This morning, I walked the dog and fed the pets like always. Then, I called the hospital in New Hampshire, where my mom is staying after her hip replacement, to order flowers to be sent to her room. I know she said no flowers, but I think it is fun to send them anyways. Hospital rooms need some decorations, guests need cheering up, and it is the least I can do since I can’t be there.
The woman at the gift shop who took my information was having a hard time hearing because of all the background noise. I should have made her repeat the full credit card number since after she repeated the first four digits, one of them was wrong. But I didn’t. I should trust my instincts.
I showered and headed to my eye doctor appointment. The office is located in San Jose, and I’ve been enough times that I didn’t ask Siri how to get there. I got lucky and didn’t hit traffic on 280. At the doctor’s office, between the assistant asking me all the good questions about my drinking (yes), smoking (no), and family history (I don’t remember), I was alone in the room for a few minutes when my phone rang. It was a number I didn’t recognize from Vermont.
I answered. I hate those people who do that while in a doctor’s office, but the doctor wasn’t in the room yet. As soon as I started talking, the doctor walked in. Sure enough, the woman at the gift shop had gotten the credit card number wrong. I told her the correct number, hung up, and profusely apologized to the doctor. He said he knows I’m not the kind of person who does that normally, so he figured it was something. I was just trying to be a good daughter.
The doctor went to put drops in my eyes. We had the normal conversation about not dilating my eyes. The last time I had that done was years ago and I came very close to passing out. Sounds got really far away, I had tunnel vision, and I had to lay on the floor with my feet in the air for half an hour. He says that some people have that reaction to it and that they are always good about mentioning it. But these drops were numbing drops so they could touch my eye. I hated the feeling, but I didn’t pass out.
I got to work in time to watch some live blogs about something. Afterwards, there was cake and champagne before lunch. I failed at my diet today. When I start the day with cake and champagne, all bets are off. So being Tuesday, I went for a (veggie) burger with the boys at the normal Tuesday lunch haunt. I do miss hanging with them, but my wallet, my diet, and my liver keep it from being a regular thing. But I was already down the path of no return today, so I might as well enjoy it.
In the afternoon, in an effort to counterbalance earlier mischievousness, I had a half-caf, non-fat, extra ice, iced latte. Just enough caffeine that I suddenly felt ridiculously productive and even figured out the solution to a coding problem I’d been staring at on and off for days. Next thing I knew, it was after 6 pm and I was already late to dinner.
Dog walked, and pets fed again, I headed to dinner in San Jose. I let Siri tell me how to get there and she directed me away from the highway traffic and over surface roads instead. After parking the car, I rang the door bell, but no one answered, so I walked into the house. I figured the hosts are the kind of people who would find this acceptable. They hadn’t heard the doorbell because everyone was hanging out in the backyard enjoying the lovely evening. I was greeted by the most gigantic, gentlest dog I’ve ever met. He decided I was allowed to enter and let me through.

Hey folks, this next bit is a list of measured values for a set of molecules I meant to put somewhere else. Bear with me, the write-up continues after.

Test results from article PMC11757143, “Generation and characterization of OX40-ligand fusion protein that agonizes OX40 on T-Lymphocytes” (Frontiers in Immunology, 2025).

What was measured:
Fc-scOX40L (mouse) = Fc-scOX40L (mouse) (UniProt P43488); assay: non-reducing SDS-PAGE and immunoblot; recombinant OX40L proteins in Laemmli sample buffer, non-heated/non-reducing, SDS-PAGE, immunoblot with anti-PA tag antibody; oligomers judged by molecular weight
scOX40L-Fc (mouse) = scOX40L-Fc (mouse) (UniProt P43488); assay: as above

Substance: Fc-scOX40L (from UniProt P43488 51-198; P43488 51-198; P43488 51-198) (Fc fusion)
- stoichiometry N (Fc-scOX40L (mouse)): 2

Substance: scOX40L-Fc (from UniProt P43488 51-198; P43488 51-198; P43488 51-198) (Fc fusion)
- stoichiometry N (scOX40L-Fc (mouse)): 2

I was asked often how I know the hosts. The answer is always that we met through Mountain Man from Colorado (we are wondering when Mountain Man will be in town next). He’s a common friend in another state, but no, I have never lived in Colorado, I live here. The hosts are known for picking up strays like myself, so it wasn’t too much of a surprise.
At one point, the men separated from the women, and as seems to be a common theme this week, the conversation turned to breasts. Not mine this time, but another woman who had just been diagnosed with breast cancer. So I remind you again, if you are a woman you should get mammograms, and if you are a guy, make sure the women in your life get their mammograms.
Mastectomies, breast replacements, enlargements, and reductions eventually faded away, but somehow dinner conversation evolved into talking about vasectomies and manscaping. It wasn’t me, I swear, since I have no personal knowledge of these things.
Our table of fantastic foods and desserts attracted three female bees, one of which took a nose dive into my wine. She was rescued, but I was on to tea by then anyways, so it wasn’t a problem. I was watching the bees, and one kept falling over as it walked. I asked, “Is it the drunk one that keeps tipping over?” just as one of the women’s chair legs sunk into soft ground and she spilled out of it. “I meant the bee! The bee!” The timing couldn’t have been more perfect and the table erupted in laughter.
Before leaving, I did my best to get Murphy to sit still for a selfie. He’s about as good at getting his photo taken as Perl is. This is the best I got.
That is not a camera trick. I do not have a tiny head. That really is Murphy’s head. He is enormous!
After tea and dessert, I headed home. I could have found my way, but I like to listen to Siri, since she is usually the only guest I have in my car. She took me past the house, down a different road than the one I’d come in on. We turned a corner and suddenly I recognized the street.
I passed my eye doctor’s office and the day had come full circle.